Kerry, Lavrov meeting ends in stalemate

Russian Foreign Minister Sergey Lavrov on Thursday said talks with Secretary of State John KerryJohn KerryFor Joe Biden, an experienced foreign policy team Biden's trade policy needs effective commercial diplomacy Biden taps ex-Obama aide Anita Dunn as senior adviser MORE ended without an agreement regarding the crisis in Ukraine.

"For now, we cannot tell the international community that we have an agreement," Interfax news agency quoted Lavrov as saying after meeting with Kerry in Rome, according to Reuters.


Lavrov also said the Obama administration's decision to impose sanctions against Russia was “unconstructive.”

The White House announced on Thursday it would freeze assets and ban visas to Russians who have been involved with the invasion into Crimea.

The sanctions against Russia were outlined in an executive order President Obama signed Thursday that would prevent U.S. companies from doing business with individuals or entities. The order doesn’t specify particular individuals.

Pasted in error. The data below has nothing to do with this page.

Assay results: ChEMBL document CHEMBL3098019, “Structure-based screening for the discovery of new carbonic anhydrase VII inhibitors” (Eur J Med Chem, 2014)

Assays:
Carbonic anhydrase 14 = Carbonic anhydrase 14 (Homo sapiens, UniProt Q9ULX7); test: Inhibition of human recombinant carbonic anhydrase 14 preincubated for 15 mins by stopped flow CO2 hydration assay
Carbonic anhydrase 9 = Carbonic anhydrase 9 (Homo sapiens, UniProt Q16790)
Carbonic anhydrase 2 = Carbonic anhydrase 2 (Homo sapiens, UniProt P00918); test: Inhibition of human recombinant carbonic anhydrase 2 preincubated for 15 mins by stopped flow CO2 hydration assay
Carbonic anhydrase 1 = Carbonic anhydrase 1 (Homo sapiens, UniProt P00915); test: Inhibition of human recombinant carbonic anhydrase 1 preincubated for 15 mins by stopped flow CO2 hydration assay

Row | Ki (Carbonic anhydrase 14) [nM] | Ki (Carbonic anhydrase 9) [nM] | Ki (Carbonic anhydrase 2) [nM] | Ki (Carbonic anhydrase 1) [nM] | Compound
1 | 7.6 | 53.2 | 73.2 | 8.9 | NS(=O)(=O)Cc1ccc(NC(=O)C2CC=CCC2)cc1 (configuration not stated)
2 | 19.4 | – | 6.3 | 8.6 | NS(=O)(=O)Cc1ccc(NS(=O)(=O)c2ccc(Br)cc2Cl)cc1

Talk of blacklisting Russians from entering the United States, Lavrov said, is complicating negotiations.

"[Kerry] assured me there are no such lists for now. There is only the order, but that doesn't change facts, this is still a threat,” he said.

Kerry and Lavrov spoke for 40 minutes on the sidelines of the International Conference on Libya, a senior State Department official said.

“They continued their discussions on the situation in Ukraine. The secretary made clear the importance of the Russians talking directly to the Ukrainians, and the two discussed possible formats for how that dialogue might take place,” the official said. “Secretary Kerry also pressed the importance of allowing international monitors into Crimea and Eastern Ukraine to see first-hand the situation on the ground.”

Their meeting was the second one in two days. Lavrov reportedly said he would relay the U.S. proposal for international mediation to Russian President Vladimir Putin, before they take any next steps.

Crimea’s regional parliament, meanwhile, voted to become part of Russia, a move that will held in a referendum vote on March 16.